Prime Minister Boris Johnson has faced strong criticism for pushing to return parliament to the Palace of Westminster, with many opposition lawmakers pointing out that forcing Members of Parliament to travel across the country could help spread the virus. Social distancing is difficult in the old building and a socially-distanced vote on Tuesday took over 45 minutes to complete with lawmakers standing in a line over a kilometer long. Lawmakers in high-risk groups may not be able to attend.
Labour’s Shadow Foreign Secretary Lisa Nandy described the government's decision to end the virtual sitting of parliament as "reckless."
11:19 Iran confirmed 3,574 new cases of coronavirus on Thursday, the country’s highest daily count since the outbreak began. For the fourth day in a row, new cases in the Middle Eastern country topped 3,000.
Health ministry spokesman Kianoush Jahanpour said the uptick could be due to increased testing rather than a second wave of infections.
Still, in recent days the ministry has upped its public health campaigning, reminding people to keep their distance from each other and to take health precautions.
Jahanpour also confirmed that 59 people had died of COVID-19 in the past 24 hours. Iran’s virus death toll currently stands at 8,071. A total of 164,270 people have tested positive for the infection.
11:06 Russia saw almost 9,000 new infections recorded in the past 24 hours, with 168 new deaths. Russia has the third-highest number of confirmed cases in the world, with 441,108 confirmed cases. Some 5,384 people have died.
A planeload of 150 ventilators has also arrived in Russia from the United States, showing a further sign of medical collaboration between the two countries.
Questions have been raised about Russia’s relatively low death, with concerns from health experts over the way Russia counts fatalities. Russia claims the discrepancy comes from the high number of tests they carry out, more than 11.7 million overall, with many asymptomatic people diagnosed.
11:05 France is cancelling its annual Bastille Day military parade due to concerns over the coronavirus. Instead, the presidency said the country will mark the anniversary of the storming of the Bastille on July 14, 1789 — a turning point in the French Revolution — honoring medical personnel who are battling the pandemic. The traditional march of soldiers and military machinery down the Champs-Elysees will be replaced with a much smaller ceremony at the Place de la Concorde, where the parade normally ends, it said.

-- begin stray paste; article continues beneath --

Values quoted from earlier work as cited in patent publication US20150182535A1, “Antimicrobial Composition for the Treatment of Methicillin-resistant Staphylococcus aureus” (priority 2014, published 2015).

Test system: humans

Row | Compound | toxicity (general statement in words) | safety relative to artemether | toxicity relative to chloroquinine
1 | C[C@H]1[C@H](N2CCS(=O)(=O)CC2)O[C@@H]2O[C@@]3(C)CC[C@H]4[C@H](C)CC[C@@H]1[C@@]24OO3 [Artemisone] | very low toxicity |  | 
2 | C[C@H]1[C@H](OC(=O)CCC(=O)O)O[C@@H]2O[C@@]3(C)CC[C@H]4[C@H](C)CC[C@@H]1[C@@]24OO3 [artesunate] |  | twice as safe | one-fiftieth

08:36 Germany is forging a new alliance with three European Union countries to secure access to coronavirus vaccines, once they are developed, according to German newspaper Handelsblatt.
Health Minister Jens Spahn has written to the European Commission along with his counterparts from France, Italy and the Netherlands to announce that they have joined up to "achieve the fastest and best possible outcome in negotiations with key players in the pharmaceutical industry."
Germany is eager to ensure the EU will have vaccine access over fears that China or the United States may attempt to monopolize the market.
08:35Pakistan has reported a record single-day spike in coronavirus death with 82 fatalities and 4,688 cases in 24 hours. Authorities say the spike in infections comes from ramped up testing in the country.
Pakistan conducted over 20,000 tests, a daily record. Overall the country has conducted around 615,000 tests.
Prime Minister Imran Khan eased lockdown restrictions, ignoring experts’ recommendations to keep them in place. Authorities say people have not properly observed social distancing measures.
08:25Israel's parliament has suspended sessions for the day after a lawmaker tested positive for coronavirus.
Israel began to ease restrictions on public life in recent weeks after the number of cases began to decrease. Officials are eager to avoid a second spike in case numbers.
The Israeli parliament has sent away all non-essential staff and committee meetings were postponed "pending an investigation."
"I appeal to all of those who have been in my immediate vicinity to get tested," infected representative Sami Abou Shahadeh said on Twitter.